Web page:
I am a Certified Genetic Counselor by training and Director of the Texas Oncology Genetic Risk Evaluation and Testing (GREAT) Program. Genetic counselors are healthcare professionals with specialized training in medical genetics and counseling. Genetic counselors work as members of a healthcare team, providing information and support to families who have members with genetic disorders and to families who may be at risk for a variety of inherited conditions.
I think of myself as an educator, a translator and a support person for families with a hereditary disease. I help families take closer looks at their family trees, determine if genetic testing is right for them and interpret the often-complex results so that they can take proactive steps in their healthcare plans. In my role at Texas Oncology, I also help to educate other healthcare providers on the importance of genetic counseling and testing.
Cancer is a group of diseases that can occur in any place in the body. Cancer starts when cells grow out of control and crowd out normal cells. All cancers are genetic, but only some cancers are hereditary or inherited.
Cancer is caused by changes or mutations in certain types of genes, especially in those that control how cells grow and divide. As we live our lives, we can acquire mutations in our DNA, most of which occur by chance or due to environmental exposures. If a gene that is responsible for cell growth acquires a mutation, then that gene no longer works and cells will grow uncontrollably. This is cancer.
The majority of cancers happen by chance; but about 5-10 percent of all people are actually born with a mutation in an important gene that can lead to an increased risk for certain cancers.
Individuals who have a hereditary cancer syndrome are born with a mutation in a gene that is critical to cancer development. Because the gene doesn’t work correctly, these individuals and their family members tend to be diagnosed at younger ages and have more cancers.
It’s very important to know if a person has a hereditary predisposition to cancer because they can take steps to help prevent cancers or find them earlier. For example, individuals with a mutation in a BRCA1 or BRCA2 gene have increased risks for breast cancer, ovarian cancer, prostate cancer, pancreatic cancer and melanoma. If we know a woman has these increased risks, we can consider starting surveillance at younger ages and performing multiple types, such as breast MRIs in addition to mammograms.
In addition, we can consider medications or preventative surgeries that reduce risk. For example, if a woman has a high risk for ovarian cancer, she may consider an oophorectomy or a removal of her ovaries after childbearing is complete.
Recommendations for surveillance, medications and surgeries depend on the underlying gene mutation and its associated cancer risks. While BRCA1 and BRCA2 are the most well recognized cancer genes, there are many others now that we can test for and design surveillance and prevention plans to stay ahead of!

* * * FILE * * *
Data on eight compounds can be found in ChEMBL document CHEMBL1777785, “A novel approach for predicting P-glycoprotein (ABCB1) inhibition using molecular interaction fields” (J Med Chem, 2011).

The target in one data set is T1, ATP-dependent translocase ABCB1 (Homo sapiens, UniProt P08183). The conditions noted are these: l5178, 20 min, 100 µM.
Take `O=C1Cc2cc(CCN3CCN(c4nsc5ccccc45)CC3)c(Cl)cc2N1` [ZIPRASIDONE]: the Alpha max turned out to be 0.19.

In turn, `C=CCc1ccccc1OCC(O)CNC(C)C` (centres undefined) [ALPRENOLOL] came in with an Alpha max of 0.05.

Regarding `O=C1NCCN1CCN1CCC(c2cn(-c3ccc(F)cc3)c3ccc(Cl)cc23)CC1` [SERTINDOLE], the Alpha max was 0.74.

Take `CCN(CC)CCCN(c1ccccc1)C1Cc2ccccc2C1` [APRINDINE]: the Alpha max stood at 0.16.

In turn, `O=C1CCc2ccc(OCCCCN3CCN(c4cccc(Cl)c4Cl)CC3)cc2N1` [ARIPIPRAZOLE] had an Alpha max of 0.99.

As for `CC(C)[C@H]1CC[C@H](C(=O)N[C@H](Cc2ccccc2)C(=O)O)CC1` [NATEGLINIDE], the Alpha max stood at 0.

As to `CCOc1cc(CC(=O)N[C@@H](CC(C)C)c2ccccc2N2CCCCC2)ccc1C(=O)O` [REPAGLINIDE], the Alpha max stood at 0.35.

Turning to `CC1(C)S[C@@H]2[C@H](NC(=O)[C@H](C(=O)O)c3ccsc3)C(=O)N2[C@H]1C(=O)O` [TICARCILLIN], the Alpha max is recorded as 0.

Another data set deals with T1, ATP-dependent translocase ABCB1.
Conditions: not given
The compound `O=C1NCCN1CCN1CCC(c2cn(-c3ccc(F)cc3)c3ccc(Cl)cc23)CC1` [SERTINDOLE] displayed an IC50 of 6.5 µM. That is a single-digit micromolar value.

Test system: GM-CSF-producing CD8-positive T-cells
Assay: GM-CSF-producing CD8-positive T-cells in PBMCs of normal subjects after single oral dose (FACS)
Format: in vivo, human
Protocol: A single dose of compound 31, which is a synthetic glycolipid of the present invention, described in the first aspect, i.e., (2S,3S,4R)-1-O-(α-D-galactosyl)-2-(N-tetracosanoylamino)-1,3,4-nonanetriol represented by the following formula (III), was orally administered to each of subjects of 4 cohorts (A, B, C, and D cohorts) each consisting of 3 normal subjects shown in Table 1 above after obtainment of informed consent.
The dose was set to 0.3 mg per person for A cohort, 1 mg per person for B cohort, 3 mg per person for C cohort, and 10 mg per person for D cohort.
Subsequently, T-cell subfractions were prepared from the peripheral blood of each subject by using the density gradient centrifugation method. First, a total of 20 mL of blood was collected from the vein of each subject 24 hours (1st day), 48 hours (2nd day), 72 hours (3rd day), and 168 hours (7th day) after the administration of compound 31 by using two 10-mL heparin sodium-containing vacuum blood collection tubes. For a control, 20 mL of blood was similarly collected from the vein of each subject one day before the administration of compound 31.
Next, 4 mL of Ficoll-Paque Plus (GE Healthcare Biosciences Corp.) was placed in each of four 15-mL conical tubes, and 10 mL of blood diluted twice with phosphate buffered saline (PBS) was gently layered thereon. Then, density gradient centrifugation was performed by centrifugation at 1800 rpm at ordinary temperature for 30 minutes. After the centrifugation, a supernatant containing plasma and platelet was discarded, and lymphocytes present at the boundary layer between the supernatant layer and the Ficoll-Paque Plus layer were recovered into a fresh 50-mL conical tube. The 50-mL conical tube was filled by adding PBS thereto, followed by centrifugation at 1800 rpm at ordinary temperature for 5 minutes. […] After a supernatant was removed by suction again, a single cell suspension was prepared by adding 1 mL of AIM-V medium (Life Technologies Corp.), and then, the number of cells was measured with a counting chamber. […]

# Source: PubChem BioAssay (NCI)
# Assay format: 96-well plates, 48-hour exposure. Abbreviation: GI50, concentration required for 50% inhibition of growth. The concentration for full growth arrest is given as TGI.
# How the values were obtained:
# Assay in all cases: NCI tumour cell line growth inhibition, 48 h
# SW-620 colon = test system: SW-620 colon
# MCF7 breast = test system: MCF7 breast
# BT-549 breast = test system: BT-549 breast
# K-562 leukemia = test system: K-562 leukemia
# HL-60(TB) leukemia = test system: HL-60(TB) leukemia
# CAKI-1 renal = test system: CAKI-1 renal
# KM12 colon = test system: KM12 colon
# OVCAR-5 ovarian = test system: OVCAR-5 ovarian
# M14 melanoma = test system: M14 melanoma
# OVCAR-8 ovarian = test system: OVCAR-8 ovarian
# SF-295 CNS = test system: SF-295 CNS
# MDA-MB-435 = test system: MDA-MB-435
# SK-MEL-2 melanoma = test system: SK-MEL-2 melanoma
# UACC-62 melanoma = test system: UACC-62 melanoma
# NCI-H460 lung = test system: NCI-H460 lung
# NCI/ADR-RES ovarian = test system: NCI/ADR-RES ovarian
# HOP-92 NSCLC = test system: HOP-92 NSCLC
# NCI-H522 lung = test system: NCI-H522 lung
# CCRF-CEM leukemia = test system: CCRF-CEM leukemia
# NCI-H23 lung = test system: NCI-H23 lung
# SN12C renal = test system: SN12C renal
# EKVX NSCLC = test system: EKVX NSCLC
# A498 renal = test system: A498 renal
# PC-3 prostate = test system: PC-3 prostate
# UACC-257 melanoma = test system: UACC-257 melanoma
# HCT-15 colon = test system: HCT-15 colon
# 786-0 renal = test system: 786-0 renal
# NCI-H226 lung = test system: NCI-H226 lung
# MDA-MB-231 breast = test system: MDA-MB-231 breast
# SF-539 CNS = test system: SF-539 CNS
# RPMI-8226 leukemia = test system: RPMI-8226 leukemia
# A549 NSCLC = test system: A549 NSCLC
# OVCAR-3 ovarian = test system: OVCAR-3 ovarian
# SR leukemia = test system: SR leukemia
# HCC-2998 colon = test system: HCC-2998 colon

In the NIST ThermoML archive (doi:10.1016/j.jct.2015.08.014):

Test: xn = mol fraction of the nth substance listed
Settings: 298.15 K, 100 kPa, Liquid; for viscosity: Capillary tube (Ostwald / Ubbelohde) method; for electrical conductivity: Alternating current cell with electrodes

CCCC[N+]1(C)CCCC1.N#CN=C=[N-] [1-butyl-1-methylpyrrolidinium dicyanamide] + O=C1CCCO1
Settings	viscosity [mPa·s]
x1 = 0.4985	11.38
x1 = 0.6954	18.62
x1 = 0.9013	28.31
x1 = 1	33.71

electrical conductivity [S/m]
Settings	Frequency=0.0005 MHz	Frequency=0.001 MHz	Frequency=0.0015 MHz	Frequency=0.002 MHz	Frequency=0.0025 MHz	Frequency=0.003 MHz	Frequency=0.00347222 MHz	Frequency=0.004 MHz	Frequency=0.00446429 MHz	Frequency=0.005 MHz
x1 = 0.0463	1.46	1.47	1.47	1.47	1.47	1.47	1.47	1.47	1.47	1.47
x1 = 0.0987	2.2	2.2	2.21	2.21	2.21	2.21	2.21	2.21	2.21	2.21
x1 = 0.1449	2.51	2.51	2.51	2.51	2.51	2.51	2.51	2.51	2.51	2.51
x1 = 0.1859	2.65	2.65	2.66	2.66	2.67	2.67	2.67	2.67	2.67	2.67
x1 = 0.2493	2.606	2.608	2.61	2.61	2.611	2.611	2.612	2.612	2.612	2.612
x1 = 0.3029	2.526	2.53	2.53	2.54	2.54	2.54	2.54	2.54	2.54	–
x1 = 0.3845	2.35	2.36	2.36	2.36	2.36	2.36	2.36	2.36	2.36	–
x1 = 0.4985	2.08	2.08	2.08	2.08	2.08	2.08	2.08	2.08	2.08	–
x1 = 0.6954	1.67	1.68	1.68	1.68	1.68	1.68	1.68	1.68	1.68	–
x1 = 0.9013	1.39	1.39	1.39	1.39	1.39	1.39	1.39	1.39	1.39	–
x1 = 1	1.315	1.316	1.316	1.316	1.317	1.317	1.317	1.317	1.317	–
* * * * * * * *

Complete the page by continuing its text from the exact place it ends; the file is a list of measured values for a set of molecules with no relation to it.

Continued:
Most of the time cancer is NOT hereditary. In fact, only about 5-10 percent of all cancers are hereditary. While it is very important to know if a family has a hereditary predisposition to certain cancer types, most cancer occurrences are sporadic. The World Health Organization estimates that 30-50 percent of all cancer cases are preventable.
Both genes and the environment are important to determining a person’s risk for cancer. If you have a significant personal or family history of cancer, then you should talk to your healthcare provider about a referral for genetic evaluation. Genetic evaluations include reviews of both genetic and environmental risk factors as well as discussions about genetic testing options. After your genetic testing is complete, a surveillance plan would be made based on your results and family history. The goal of genetic testing is cancer prevention.
If you do NOT have a family history of cancer, you still should talk to your healthcare provider about ways to reduce your risk for cancer and screening options. Given that most cancer is sporadic, all people should be offered routine surveillance for certain cancers.
For examples of those with average risk, colonoscopy screening for colon cancer should begin around age 45 and continue every 10 years while mammography screenings for breast cancer should begin annually around age 40. Your healthcare provider can help you determine when to start screening and what the best route is for you based on individual risk factors such as age, family history and environment.
Changes in lifestyle can be used to modify risk for cancer. For example, smoking cessation can reduce the risk for many types of cancers including lung, head and neck, and bladder cancers. Other lifestyle factors that are believed to reduce the risk for cancers are a healthy weight, being physically active, a diet rich in whole grains, fruits, vegetables and beans, limiting processed foods and red meat, limiting alcohol, protecting your skin from the sun and considering preventative vaccines against the HPV virus. Scheduling screenings in accordance with recommendations is also the most effective tool available for identifying cancers in their earliest stages — often before symptoms are experienced — when they are the most treatable.
*Gayle Patel, MS, CGC, is a certified genetic counselor and director of the Genetic Risk Evaluation and Testing (GREAT) Program at Texas Oncology in Austin.